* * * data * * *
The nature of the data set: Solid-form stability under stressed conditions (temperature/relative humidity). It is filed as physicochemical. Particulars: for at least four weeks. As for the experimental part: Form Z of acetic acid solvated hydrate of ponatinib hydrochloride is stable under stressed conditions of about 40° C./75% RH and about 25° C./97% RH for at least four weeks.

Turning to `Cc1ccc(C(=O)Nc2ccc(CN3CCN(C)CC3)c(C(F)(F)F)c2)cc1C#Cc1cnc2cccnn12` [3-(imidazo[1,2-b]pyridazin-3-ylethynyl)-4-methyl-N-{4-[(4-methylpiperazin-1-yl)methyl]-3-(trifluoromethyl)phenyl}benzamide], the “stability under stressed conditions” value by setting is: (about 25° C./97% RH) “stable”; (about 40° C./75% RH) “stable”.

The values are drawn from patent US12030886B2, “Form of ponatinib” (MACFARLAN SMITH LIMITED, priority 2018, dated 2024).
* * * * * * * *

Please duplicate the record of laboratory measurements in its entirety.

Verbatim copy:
The nature of the data set: Solid-form stability under stressed conditions (temperature/relative humidity). It is filed as physicochemical. Particulars: for at least four weeks. As for the experimental part: Form Z of acetic acid solvated hydrate of ponatinib hydrochloride is stable under stressed conditions of about 40° C./75% RH and about 25° C./97% RH for at least four weeks.

Turning to `Cc1ccc(C(=O)Nc2ccc(CN3CCN(C)CC3)c(C(F)(F)F)c2)cc1C#Cc1cnc2cccnn12` [3-(imidazo[1,2-b]pyridazin-3-ylethynyl)-4-methyl-N-{4-[(4-methylpiperazin-1-yl)methyl]-3-(trifluoromethyl)phenyl}benzamide], the “stability under stressed conditions” value by setting is: (about 25° C./97% RH) “stable”; (about 40° C./75% RH) “stable”.

The values are drawn from patent US12030886B2, “Form of ponatinib” (MACFARLAN SMITH LIMITED, priority 2018, dated 2024).